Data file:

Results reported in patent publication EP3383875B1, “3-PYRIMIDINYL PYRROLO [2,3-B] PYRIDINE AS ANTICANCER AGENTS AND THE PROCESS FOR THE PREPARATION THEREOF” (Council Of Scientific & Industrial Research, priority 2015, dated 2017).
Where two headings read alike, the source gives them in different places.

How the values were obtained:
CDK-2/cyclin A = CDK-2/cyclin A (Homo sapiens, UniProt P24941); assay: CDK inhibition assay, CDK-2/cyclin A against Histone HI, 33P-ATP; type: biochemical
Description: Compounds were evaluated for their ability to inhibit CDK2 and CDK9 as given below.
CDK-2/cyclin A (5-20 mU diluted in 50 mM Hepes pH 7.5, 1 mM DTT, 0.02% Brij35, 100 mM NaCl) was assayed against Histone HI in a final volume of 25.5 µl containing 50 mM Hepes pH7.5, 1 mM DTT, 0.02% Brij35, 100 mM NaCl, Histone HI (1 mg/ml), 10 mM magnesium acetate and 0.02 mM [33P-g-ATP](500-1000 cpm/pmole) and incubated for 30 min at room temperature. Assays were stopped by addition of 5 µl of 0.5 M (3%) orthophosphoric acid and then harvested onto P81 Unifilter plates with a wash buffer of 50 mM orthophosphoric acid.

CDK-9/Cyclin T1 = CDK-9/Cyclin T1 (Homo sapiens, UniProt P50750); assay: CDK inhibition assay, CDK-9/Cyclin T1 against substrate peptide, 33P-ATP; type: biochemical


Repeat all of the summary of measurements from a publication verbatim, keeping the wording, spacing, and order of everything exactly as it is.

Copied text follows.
Results reported in patent publication EP3383875B1, “3-PYRIMIDINYL PYRROLO [2,3-B] PYRIDINE AS ANTICANCER AGENTS AND THE PROCESS FOR THE PREPARATION THEREOF” (Council Of Scientific & Industrial Research, priority 2015, dated 2017).
Where two headings read alike, the source gives them in different places.

How the values were obtained:
CDK-2/cyclin A = CDK-2/cyclin A (Homo sapiens, UniProt P24941); assay: CDK inhibition assay, CDK-2/cyclin A against Histone HI, 33P-ATP; type: biochemical
Description: Compounds were evaluated for their ability to inhibit CDK2 and CDK9 as given below.
CDK-2/cyclin A (5-20 mU diluted in 50 mM Hepes pH 7.5, 1 mM DTT, 0.02% Brij35, 100 mM NaCl) was assayed against Histone HI in a final volume of 25.5 µl containing 50 mM Hepes pH7.5, 1 mM DTT, 0.02% Brij35, 100 mM NaCl, Histone HI (1 mg/ml), 10 mM magnesium acetate and 0.02 mM [33P-g-ATP](500-1000 cpm/pmole) and incubated for 30 min at room temperature. Assays were stopped by addition of 5 µl of 0.5 M (3%) orthophosphoric acid and then harvested onto P81 Unifilter plates with a wash buffer of 50 mM orthophosphoric acid.

CDK-9/Cyclin T1 = CDK-9/Cyclin T1 (Homo sapiens, UniProt P50750); assay: CDK inhibition assay, CDK-9/Cyclin T1 against substrate peptide, 33P-ATP; type: biochemical